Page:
Mobile learning is affordable with a handheld that has nearly all the functions of a standard computer. Les Watson looks at a small and stylish entrant
The iPAQ pocket PC is a feature-rich handheld device that goes well beyond the concept of having a "personal organiser synchronised with my PC". Most of the things that can do with your PC, you can do - with some limitations - on your iPAQ.
Weighing just six ounces, it is solid and well constructed, coming in a techno, stainless steel finish and has been designed to fit into a shirt pocket. There is a neat plastic carry case carrying additional battery power, a modem, or wireless networking card. Four buttons on the device give direct access to functions, such as the calendar or notebook, and these can be assigned to functions to suit the user.
A one-touch navigation button provides mousefunctionality for navigating menus and also doubles as a speaker for listening to MP3 files. It also has a pen that can be used to navigate by touching the screen.
The machine uses the Windows CE 3 operating system, so those familiar with Windows will have no trouble using it. Compared with other handhelds on the market, the iPAQ is very responsive thanks to a quick processor and adequate memory for applications.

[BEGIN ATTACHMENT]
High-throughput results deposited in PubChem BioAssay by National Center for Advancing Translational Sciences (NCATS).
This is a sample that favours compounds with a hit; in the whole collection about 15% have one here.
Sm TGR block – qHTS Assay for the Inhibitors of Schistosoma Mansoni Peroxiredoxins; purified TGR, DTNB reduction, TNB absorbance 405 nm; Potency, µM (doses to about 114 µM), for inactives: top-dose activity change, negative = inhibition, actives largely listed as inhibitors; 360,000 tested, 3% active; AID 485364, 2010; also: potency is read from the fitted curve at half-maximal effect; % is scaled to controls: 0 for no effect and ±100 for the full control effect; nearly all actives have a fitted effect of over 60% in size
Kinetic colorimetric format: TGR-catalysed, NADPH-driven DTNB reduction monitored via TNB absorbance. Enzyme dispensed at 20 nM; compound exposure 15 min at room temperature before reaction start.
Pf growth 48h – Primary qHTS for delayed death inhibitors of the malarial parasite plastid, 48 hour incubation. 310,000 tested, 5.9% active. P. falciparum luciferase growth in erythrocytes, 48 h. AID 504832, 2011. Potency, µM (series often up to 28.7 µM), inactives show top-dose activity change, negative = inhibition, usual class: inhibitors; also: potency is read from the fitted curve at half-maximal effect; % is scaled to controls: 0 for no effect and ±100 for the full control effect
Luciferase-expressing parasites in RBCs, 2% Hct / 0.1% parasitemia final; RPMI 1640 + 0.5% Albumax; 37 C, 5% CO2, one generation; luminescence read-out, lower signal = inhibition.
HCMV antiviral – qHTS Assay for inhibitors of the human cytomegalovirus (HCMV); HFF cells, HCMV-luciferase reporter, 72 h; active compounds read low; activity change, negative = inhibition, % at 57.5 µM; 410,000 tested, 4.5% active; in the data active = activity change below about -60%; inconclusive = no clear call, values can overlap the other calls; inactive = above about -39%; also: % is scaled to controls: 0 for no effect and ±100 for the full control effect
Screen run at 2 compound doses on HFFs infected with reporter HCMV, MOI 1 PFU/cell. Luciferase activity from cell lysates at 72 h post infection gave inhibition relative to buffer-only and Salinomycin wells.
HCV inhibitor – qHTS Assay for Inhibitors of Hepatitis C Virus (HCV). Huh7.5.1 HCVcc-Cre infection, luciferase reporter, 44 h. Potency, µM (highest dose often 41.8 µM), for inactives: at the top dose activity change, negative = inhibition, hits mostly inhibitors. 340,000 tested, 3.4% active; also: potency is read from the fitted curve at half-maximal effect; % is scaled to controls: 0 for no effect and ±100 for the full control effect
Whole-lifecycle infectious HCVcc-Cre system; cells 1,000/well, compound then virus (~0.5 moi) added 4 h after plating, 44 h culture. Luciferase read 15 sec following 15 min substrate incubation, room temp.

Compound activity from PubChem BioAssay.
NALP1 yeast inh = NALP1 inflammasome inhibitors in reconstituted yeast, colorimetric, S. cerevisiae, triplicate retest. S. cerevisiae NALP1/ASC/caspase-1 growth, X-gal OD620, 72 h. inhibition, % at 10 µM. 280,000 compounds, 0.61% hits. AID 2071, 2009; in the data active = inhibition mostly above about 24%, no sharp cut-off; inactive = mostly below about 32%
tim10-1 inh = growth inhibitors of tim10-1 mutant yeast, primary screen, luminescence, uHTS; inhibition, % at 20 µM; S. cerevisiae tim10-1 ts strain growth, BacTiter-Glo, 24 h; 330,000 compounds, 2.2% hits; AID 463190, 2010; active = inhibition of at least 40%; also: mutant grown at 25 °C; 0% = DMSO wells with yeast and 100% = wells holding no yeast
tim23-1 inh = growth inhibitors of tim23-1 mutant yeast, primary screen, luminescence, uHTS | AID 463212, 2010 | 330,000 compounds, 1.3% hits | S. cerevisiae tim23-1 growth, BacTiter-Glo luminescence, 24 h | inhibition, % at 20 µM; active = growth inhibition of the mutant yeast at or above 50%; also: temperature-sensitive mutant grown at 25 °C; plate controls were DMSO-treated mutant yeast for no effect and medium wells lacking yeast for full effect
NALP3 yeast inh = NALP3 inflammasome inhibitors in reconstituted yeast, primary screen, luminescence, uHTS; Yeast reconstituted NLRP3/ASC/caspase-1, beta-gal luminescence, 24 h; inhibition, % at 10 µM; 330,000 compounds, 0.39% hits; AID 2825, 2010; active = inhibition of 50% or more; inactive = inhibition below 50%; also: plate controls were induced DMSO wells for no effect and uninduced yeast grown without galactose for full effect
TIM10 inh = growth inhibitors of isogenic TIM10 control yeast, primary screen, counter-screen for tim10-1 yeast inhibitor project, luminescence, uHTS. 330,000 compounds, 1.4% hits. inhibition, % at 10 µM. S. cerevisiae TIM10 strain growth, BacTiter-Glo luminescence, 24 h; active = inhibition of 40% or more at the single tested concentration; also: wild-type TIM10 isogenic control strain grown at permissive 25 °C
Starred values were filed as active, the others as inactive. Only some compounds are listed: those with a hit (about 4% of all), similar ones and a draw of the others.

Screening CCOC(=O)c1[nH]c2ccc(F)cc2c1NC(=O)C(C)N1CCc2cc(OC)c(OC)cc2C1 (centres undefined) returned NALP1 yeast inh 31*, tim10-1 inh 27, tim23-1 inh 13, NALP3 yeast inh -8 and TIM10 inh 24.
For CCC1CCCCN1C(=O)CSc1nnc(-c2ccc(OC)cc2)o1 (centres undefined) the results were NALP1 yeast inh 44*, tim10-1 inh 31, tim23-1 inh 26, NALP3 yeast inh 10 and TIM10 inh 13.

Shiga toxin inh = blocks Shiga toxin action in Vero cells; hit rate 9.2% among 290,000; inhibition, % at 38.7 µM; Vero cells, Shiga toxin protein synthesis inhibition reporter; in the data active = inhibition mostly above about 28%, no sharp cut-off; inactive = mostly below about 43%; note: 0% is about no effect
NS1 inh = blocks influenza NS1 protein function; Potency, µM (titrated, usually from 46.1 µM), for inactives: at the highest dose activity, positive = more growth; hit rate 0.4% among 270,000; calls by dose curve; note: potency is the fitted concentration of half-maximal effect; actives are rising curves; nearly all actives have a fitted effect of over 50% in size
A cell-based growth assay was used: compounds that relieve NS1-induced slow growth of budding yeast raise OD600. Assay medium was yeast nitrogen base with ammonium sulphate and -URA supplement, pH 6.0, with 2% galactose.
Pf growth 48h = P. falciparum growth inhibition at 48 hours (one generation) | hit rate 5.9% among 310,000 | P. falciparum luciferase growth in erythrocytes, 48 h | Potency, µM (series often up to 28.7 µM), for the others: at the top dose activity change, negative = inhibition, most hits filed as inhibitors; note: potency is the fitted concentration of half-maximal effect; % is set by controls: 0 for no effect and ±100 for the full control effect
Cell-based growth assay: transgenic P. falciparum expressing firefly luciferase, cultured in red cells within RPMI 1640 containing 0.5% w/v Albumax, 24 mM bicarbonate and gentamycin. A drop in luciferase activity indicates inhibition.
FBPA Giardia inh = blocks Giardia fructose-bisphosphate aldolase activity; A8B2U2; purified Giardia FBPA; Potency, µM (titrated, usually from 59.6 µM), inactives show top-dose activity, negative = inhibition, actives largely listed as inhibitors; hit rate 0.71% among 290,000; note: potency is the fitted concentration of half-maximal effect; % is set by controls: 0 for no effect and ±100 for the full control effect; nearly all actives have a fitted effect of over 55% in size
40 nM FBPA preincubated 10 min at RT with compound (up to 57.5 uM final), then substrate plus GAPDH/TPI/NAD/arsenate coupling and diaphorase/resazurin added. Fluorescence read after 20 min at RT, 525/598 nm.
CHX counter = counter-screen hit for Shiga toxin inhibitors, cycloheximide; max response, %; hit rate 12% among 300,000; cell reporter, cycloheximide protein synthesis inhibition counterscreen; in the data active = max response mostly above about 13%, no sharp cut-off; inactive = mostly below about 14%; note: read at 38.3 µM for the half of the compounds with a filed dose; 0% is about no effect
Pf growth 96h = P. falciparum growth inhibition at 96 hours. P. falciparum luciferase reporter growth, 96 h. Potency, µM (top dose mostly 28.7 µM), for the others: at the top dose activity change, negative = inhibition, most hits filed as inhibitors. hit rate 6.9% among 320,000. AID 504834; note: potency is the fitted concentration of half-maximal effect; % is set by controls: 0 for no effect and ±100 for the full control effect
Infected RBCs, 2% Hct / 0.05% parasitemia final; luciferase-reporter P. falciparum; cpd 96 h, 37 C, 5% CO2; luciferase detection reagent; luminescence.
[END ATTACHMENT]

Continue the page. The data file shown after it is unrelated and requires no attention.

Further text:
The reflective thin film transistor (TFT) display produces an excellent clear, sharp image that is one of the best I've seen on a handheld. The machine also has a built-in light sensor to adjust the screen's brightness. Handwriting recognition is excellent. I got through the alphabet - upper and lower case - andnumbers zero to nine, with just two errors.
The iPAQ, like most modern personal digital assistants (PDAs), expects you to learn or know its handwriting system, rather than it learning yours. As people tend to be more accommodating than computers this makes sense. Most users should be able to achieve a minimum 95 per cent success-rate, with a little practice. If you don't like the system you can use the mini on-screen keyboard. What's more, if you really don't want to write or tap the keyboard, you can record your voice.
A cradle attached to the USB, or serial port on your PC, allows the iPAQ to synchronise data and it does so remarkably quickly. Sitting the machine on its cradle also charges the lithium polymer battery, which has a life of 12 hours between charges.
The machine comes with pocket versions of Word, Excel and Internet Explorer. Dealing with email and surfing the Net are straightforward, given an Ethernet card or modem. The iPAQ also has Microsoft Reader software, giving the resolution of a printed book and letting you annotate text.
So, what's wrong with it? I only managed to screw two things up:I put the pen in the wrong way and found it pretty tough to get out, and I recorded some voice files that were saved as notes and synchronised with my email. Apart from these minor issues the iPAQ was a highly functional, well-made product.
Compaq iPAQ handheld computer, 206 Mhz StrongARM processor and 32 Mb of standard memory upgradable to 340 Mb. Price: pound;382 + VAT (pound;288 + VAT for the monochrome version) Compaq at BETT stands: G40 and W40